Published by Mitchell-Innes & Nash. Interview by Aliza Hoffman, Bennett Simpson.
Pope.L: Proto-Skin Set explores early works the artist (William) Pope.L (born 1955) made between 1979 and 1994 exploring materiality and language. Published in this volume for the first time are the artist’s Proto-Skin Sets, a selection of mixed-media collages and assemblages that the artist began making as a student in the 1970s engaging the social constructions of language, race and gender. Treating language as an image and images as a language, these works anticipate his ongoing project Skin Sets, text-based works that employ language to construct pointed, absurd and layered messages about the vagaries of color. The publication also includes a five-part document from 1979 that is part of an open-ended set of written works titled Communications Devices, and a new interview with the artist conducted by Pope.L’s studio administrator Aliza Hoffman and curator Bennett Simpson.
Published by JRP|Ringier. Edited by Clément Dirié. Text by Iain Kerr, Helen Molesworth, William Pope.L.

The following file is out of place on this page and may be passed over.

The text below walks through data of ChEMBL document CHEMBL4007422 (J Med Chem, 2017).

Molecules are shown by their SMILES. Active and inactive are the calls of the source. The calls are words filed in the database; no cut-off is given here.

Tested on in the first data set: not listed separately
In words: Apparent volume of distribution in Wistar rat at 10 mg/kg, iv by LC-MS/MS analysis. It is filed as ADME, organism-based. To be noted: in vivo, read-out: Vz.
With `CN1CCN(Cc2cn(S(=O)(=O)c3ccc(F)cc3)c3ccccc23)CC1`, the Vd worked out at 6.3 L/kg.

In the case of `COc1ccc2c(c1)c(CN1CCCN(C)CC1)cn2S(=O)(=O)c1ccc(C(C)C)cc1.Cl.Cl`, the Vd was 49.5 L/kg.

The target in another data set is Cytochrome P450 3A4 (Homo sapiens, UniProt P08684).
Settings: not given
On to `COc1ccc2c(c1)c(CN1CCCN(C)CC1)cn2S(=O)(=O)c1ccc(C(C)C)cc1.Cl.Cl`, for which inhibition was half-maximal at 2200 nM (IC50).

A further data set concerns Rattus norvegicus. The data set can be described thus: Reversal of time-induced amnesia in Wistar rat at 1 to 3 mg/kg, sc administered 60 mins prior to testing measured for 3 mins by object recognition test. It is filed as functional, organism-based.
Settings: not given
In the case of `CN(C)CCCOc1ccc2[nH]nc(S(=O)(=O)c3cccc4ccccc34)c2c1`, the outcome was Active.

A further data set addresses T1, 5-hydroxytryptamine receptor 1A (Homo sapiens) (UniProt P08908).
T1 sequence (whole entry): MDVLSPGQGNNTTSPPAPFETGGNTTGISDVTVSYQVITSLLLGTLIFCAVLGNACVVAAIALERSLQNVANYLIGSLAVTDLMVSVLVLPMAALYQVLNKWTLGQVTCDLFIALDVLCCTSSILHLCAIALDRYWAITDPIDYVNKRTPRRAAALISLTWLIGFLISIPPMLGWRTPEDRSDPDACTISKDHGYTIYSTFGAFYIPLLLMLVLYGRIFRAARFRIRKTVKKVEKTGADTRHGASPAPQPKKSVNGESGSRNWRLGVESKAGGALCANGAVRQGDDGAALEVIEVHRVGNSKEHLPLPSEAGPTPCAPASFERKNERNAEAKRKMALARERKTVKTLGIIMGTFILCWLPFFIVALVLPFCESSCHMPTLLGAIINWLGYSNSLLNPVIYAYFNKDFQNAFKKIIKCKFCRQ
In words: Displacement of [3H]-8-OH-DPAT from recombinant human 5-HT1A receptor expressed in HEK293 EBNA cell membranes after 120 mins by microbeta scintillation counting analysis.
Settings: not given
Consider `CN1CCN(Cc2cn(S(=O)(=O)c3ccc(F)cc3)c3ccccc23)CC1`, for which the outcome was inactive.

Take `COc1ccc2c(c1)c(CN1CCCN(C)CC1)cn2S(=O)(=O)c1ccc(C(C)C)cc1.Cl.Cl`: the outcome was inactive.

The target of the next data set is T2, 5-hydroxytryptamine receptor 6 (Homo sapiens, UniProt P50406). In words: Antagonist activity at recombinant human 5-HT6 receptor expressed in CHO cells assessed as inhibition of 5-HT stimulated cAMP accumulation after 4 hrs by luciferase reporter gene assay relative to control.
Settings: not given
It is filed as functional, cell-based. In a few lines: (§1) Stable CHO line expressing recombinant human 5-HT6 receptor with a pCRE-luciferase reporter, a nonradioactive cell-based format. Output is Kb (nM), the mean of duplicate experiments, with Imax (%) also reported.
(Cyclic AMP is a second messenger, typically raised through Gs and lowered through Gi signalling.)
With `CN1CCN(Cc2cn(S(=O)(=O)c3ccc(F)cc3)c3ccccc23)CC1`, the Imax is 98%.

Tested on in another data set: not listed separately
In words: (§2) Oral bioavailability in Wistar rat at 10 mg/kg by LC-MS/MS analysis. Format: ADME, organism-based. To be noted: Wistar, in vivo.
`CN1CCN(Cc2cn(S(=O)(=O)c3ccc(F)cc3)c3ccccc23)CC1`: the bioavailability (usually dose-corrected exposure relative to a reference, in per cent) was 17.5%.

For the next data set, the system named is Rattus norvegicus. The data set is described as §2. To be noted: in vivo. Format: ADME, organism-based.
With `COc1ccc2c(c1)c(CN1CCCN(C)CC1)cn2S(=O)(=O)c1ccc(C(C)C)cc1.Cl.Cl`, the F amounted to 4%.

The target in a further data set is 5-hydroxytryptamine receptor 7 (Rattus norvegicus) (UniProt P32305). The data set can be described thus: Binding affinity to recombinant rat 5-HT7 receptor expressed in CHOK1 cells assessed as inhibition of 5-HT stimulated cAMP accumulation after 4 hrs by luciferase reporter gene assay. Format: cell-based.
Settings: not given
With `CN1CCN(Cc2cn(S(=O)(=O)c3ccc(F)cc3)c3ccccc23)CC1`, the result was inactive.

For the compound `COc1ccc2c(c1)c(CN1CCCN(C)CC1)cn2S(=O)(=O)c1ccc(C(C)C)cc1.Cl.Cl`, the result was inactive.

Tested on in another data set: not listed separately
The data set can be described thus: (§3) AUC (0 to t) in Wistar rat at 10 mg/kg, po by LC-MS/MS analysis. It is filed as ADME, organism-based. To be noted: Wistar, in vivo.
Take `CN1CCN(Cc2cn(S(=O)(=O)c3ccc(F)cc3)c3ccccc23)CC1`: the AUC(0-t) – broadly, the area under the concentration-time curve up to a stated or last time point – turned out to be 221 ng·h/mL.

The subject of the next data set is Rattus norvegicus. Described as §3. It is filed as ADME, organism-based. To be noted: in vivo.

“When Pope.L shakes his head he makes drawings that keep him from laugh-crying to death,” writes Helen Molesworth of Skin Set Drawings, an ongoing series by multi-disciplinary artist William Pope.L (born 1955). Made with very humble materials, this extended corpus deals with the absurdities and perversities of intentional language, especially racist language and language associated with categorizing and naming color. “Black People Are Taut,” “Brown People Are the Green Ray,” “Blue People Are What We Do to Homosexuals,” “Red People Are From Mars Green People Are From New Jersey,” “Purple People Are Reason Bicarbonate,” “Red People Are the Niggers of the Canyon” are some examples of this highly-charged series by the self-proclaimed “friendliest black artist in America.” Black People Are Cropped offers a selection of drawings from 1997–2011, sketches, critical texts and the artist’s own writing.